Devices & Diagnostics

One startup’s quest: Standardize neonatal resuscitations, guide physicians through crisis events

A country physician-turned-innovator has created a device to help physicians resuscitate the more than 10 percent* of babies who are born not breathing. Neonatal is a growing area of global concern and has a lot of room for innovation. Already, nonprofit Helping Babies Breathe, an American Academy of Pediatrics program, educates birth attendants on how to […]

A country physician-turned-innovator has created a device to help physicians resuscitate the more than 10 percent* of babies who are born not breathing.

Neonatal is a growing area of global concern and has a lot of room for innovation. Already, nonprofit Helping Babies Breathe, an American Academy of Pediatrics program, educates birth attendants on how to resuscitate babies.

But, sometimes, even seasoned physicians need decision guidance in this crisis situation, Dr. Peter Coelho, MedicalCue founder and CMO, said.

Inspired by his time as a practitioner delivering babies in ICU, as well as his firm belief in Atul Gawande’s The Checklist Manifesto, Coelho created NeoCue. It’s part hardware, part software, and monitors vitals then pushes them through a care algorithm to offer cues (get it?) to the physician. The goal is to facilitate physician decision-making during a crisis moment to save newborns from birth asphyxia or injuries associated with too much or lack of oxygen.

“It’s the chaotic erratic behavior under stress that is the weakest link in crisis events,” Coelho said.

His goal? To standardize crisis care, starting with neonatal resuscitation. Such a device, if it does indeed standardize crisis care, could bring down costs for providers, payers and families, Coelho said.

The hardware, the sensor, works like “a car navigation system–it takes data points and tells you where you are on the road and where you need to be going to get to your destination.”

It’s attached to an umbilical clamp that doubles as venous access if needed (plus the accompanying umbilical vein catheter). There’s also an exothermic pad with an embedded scale.

But it’s the software component that is the true innovation. Buttons appear on a touchscreen, prompting physicians with next step after next step, standardizing care. And, Coelho said, former  IDEO  engineers helped design the touchscreen user-interface.

“(There are) 273 actions to perform within a three minute period. That’s very challenging,” Coelho said.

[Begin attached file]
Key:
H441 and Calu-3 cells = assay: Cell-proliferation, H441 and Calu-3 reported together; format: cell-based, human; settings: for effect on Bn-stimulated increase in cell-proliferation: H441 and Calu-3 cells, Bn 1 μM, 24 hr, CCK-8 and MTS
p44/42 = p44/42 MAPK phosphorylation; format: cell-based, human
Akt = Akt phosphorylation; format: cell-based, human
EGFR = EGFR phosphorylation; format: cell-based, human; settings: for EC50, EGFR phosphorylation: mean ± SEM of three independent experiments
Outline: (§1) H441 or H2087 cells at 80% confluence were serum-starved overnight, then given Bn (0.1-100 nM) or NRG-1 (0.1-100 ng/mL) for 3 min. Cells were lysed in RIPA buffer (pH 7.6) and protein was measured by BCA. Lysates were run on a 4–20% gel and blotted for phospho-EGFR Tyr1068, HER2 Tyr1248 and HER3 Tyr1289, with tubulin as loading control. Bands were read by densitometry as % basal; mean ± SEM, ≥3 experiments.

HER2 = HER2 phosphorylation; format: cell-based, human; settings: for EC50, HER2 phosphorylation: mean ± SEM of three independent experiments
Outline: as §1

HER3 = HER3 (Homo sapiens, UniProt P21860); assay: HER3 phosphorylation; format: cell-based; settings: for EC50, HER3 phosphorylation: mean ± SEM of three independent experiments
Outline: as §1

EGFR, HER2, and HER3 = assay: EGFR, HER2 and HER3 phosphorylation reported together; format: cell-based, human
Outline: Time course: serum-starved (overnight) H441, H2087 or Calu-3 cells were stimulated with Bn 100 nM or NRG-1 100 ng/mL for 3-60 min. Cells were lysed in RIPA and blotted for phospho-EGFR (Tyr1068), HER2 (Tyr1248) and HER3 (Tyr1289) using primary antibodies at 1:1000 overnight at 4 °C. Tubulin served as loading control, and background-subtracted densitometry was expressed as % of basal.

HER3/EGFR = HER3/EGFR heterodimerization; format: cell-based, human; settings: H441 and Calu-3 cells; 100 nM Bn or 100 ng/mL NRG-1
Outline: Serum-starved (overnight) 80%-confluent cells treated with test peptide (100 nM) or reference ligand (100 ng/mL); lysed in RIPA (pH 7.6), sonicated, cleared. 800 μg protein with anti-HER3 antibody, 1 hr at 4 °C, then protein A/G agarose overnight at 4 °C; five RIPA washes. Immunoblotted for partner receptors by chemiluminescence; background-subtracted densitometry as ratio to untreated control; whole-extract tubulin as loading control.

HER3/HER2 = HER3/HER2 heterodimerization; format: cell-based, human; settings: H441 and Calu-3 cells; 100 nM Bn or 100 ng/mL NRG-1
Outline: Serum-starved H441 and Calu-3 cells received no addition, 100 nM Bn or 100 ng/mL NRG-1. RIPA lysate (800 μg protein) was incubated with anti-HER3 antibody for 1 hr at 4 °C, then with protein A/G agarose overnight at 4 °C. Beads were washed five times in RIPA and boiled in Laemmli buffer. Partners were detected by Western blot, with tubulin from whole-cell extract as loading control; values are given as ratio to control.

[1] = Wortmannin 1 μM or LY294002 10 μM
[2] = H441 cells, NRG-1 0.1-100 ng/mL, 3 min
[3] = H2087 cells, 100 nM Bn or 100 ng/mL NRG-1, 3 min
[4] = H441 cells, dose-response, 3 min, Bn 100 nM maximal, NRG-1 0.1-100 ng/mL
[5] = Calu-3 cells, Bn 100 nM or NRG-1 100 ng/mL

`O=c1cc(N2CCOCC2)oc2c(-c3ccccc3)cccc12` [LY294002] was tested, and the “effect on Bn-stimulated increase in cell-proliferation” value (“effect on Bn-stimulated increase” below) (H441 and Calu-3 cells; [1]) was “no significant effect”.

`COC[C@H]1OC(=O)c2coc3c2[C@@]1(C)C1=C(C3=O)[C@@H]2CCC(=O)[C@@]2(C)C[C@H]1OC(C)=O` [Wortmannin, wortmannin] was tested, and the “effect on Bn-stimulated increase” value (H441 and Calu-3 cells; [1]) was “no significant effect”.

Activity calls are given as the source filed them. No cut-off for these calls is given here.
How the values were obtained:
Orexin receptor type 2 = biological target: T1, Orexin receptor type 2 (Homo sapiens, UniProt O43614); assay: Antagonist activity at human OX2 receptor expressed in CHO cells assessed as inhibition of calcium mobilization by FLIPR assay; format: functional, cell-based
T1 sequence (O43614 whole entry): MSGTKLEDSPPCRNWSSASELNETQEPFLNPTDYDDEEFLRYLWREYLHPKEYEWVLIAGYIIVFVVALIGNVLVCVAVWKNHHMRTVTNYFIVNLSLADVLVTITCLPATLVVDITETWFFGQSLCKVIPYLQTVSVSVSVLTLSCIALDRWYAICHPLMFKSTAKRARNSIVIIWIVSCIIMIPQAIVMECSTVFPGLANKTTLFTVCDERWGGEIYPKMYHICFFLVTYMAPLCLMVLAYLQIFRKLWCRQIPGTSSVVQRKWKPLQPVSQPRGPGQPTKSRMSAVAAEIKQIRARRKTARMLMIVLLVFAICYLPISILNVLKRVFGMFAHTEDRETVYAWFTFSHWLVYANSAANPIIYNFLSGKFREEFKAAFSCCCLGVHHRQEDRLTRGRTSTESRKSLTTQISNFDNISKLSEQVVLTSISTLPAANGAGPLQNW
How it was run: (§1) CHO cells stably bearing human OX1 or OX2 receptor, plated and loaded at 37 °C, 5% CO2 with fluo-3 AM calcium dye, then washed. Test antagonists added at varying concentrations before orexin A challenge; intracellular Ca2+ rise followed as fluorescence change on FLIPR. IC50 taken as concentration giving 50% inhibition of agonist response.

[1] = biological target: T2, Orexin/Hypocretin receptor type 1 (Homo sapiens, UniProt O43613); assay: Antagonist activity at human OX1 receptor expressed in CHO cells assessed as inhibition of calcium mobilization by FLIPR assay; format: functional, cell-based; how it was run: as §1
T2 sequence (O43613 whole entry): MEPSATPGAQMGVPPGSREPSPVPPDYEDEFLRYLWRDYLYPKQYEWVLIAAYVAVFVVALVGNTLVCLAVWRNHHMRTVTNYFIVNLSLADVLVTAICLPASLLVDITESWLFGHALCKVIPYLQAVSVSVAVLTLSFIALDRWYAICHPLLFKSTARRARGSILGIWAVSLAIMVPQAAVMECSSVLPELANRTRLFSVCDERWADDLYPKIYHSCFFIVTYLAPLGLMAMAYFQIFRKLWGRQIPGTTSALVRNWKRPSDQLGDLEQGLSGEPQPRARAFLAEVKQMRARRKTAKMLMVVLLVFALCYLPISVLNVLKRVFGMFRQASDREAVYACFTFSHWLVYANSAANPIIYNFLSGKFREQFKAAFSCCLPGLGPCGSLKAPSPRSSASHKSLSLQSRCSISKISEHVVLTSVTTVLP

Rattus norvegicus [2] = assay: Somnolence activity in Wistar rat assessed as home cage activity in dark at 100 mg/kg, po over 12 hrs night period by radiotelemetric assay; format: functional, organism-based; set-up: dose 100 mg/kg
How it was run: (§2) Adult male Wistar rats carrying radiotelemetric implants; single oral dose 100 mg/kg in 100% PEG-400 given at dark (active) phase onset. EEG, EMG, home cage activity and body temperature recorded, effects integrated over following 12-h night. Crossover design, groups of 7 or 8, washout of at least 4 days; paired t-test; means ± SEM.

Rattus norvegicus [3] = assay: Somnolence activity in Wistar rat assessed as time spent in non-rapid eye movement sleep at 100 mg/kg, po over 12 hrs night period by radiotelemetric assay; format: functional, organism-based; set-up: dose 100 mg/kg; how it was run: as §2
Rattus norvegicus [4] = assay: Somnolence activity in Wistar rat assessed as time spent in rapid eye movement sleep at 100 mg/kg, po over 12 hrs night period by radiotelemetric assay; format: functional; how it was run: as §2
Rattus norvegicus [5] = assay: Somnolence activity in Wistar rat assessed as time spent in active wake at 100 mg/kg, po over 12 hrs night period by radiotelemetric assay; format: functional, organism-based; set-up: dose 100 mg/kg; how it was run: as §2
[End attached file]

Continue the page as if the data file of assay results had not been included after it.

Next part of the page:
With a platform technology that hits on many of healthcare’s current trends–decision guidance, standardizing care, checklists, sensors, lowering the cost of care–it was important to Coelho to start with neonatal care.

“Babies are our future. They have a disproportionately small portion of innovation. It’s the greatest opportunity for impact with innovation. Your dollar goes further with newborns than it does with any other area of healthcare.”

But the California-based startup does plan to develop the technology for other medical crisis spaces, and Coelho mentioned surgery and radiology as examples of areas that might benefit from such a system.

“This is a type of device I need in all spaces of my job. I’m building myself a tool that I really need,” he said. “I need decision guidance or decision assistance. There’s an overwhelming amount of information I have to process on a moment to moment or daily basis. . . . We find that humans are not perfect decision makers.”

Coelho hopes to commercialize NeoCue by mid-2016. MedicalCue closed a $1 million round of seed funding in April, completed a set of software trials at Lucille Packard Children’s Hospital earlier this summer and was accepted as a startup at the Fogarty Institute for Innovation.

Working with Dr. Thomas Fogarty at the Institute has made all the difference in company growth and creating and achieving near-future milestones, Coelho said.

“It’s basically like being a tomato plant from Target, and he gives you great soil and food and sunlight. He really puts you in a greenhouse.”

Without it, Coelho said he’d still be toiling away on his device in his office. As a chief of staff at a hospital, he was reviewing cases and how healthcare workers were responding to crisis events.

“I just felt ethically I had to make some changes,” he said. And so, he quit. He took his own money and made up some concepts. Then, through a mutual connection, met Fogarty, who insisted the device be made.

Coelho paraphrased Fogarty: “There’s no such thing as impossible. Somebody’s going to figure it out. The question is whether it’s you.”

Regardless of this device’s success, in this time of healthcare reform, patients’ trust in physicians is paramount–and standardizing care is one significant way to gain that trust.

“It’s a revolutionary period in medicine, where the public is now opening the doors and looking into the healthcare closet,” Coelho said. “A lot of trust has been given to physicians–and we need quality measures and quality control and feedback for our healthcare workers on ‘This is where you are and where you need to go.’ (Physicians) want to do a good job for you, but we don’t have all the tools to do it.”

*Helping Babies Breathe reports 10-20 percent of babies are born not breathing.